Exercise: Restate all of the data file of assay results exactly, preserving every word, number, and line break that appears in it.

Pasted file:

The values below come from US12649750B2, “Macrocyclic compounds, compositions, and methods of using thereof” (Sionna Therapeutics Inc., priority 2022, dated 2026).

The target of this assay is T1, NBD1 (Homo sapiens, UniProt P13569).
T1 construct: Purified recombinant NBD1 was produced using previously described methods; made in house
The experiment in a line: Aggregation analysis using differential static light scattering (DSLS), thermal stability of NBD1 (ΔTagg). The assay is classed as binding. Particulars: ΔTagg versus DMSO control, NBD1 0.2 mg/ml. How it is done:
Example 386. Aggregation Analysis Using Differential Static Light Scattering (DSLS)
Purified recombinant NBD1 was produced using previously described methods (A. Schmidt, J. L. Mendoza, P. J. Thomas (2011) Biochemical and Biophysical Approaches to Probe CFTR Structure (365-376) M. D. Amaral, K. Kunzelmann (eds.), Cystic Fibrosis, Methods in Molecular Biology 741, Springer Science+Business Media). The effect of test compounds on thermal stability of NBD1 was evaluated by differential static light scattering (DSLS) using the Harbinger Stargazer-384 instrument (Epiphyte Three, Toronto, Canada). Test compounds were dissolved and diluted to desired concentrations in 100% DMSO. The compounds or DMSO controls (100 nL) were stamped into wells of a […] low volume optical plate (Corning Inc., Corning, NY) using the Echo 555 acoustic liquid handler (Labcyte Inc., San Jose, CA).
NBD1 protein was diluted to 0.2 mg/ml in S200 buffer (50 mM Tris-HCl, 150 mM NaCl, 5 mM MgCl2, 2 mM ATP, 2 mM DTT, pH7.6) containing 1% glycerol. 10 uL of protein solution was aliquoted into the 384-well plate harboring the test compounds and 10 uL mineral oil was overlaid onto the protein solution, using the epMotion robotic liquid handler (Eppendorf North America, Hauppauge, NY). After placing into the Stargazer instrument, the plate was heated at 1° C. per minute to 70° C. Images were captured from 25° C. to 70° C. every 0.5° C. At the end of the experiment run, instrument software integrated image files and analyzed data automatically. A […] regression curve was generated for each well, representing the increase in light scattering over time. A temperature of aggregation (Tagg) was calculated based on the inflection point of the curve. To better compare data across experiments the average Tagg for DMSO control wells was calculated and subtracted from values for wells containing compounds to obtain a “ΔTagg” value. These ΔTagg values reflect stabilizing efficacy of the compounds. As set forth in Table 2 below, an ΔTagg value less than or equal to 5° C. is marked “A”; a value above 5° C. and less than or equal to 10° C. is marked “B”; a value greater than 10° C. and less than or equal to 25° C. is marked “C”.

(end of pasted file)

The values below come from US12649750B2, “Macrocyclic compounds, compositions, and methods of using thereof” (Sionna Therapeutics Inc., priority 2022, dated 2026).

The target of this assay is T1, NBD1 (Homo sapiens, UniProt P13569).
T1 construct: Purified recombinant NBD1 was produced using previously described methods; made in house
The experiment in a line: Aggregation analysis using differential static light scattering (DSLS), thermal stability of NBD1 (ΔTagg). The assay is classed as binding. Particulars: ΔTagg versus DMSO control, NBD1 0.2 mg/ml. How it is done:
Example 386. Aggregation Analysis Using Differential Static Light Scattering (DSLS)
Purified recombinant NBD1 was produced using previously described methods (A. Schmidt, J. L. Mendoza, P. J. Thomas (2011) Biochemical and Biophysical Approaches to Probe CFTR Structure (365-376) M. D. Amaral, K. Kunzelmann (eds.), Cystic Fibrosis, Methods in Molecular Biology 741, Springer Science+Business Media). The effect of test compounds on thermal stability of NBD1 was evaluated by differential static light scattering (DSLS) using the Harbinger Stargazer-384 instrument (Epiphyte Three, Toronto, Canada). Test compounds were dissolved and diluted to desired concentrations in 100% DMSO. The compounds or DMSO controls (100 nL) were stamped into wells of a […] low volume optical plate (Corning Inc., Corning, NY) using the Echo 555 acoustic liquid handler (Labcyte Inc., San Jose, CA).
NBD1 protein was diluted to 0.2 mg/ml in S200 buffer (50 mM Tris-HCl, 150 mM NaCl, 5 mM MgCl2, 2 mM ATP, 2 mM DTT, pH7.6) containing 1% glycerol. 10 uL of protein solution was aliquoted into the 384-well plate harboring the test compounds and 10 uL mineral oil was overlaid onto the protein solution, using the epMotion robotic liquid handler (Eppendorf North America, Hauppauge, NY). After placing into the Stargazer instrument, the plate was heated at 1° C. per minute to 70° C. Images were captured from 25° C. to 70° C. every 0.5° C. At the end of the experiment run, instrument software integrated image files and analyzed data automatically. A […] regression curve was generated for each well, representing the increase in light scattering over time. A temperature of aggregation (Tagg) was calculated based on the inflection point of the curve. To better compare data across experiments the average Tagg for DMSO control wells was calculated and subtracted from values for wells containing compounds to obtain a “ΔTagg” value. These ΔTagg values reflect stabilizing efficacy of the compounds. As set forth in Table 2 below, an ΔTagg value less than or equal to 5° C. is marked “A”; a value above 5° C. and less than or equal to 10° C. is marked “B”; a value greater than 10° C. and less than or equal to 25° C. is marked “C”.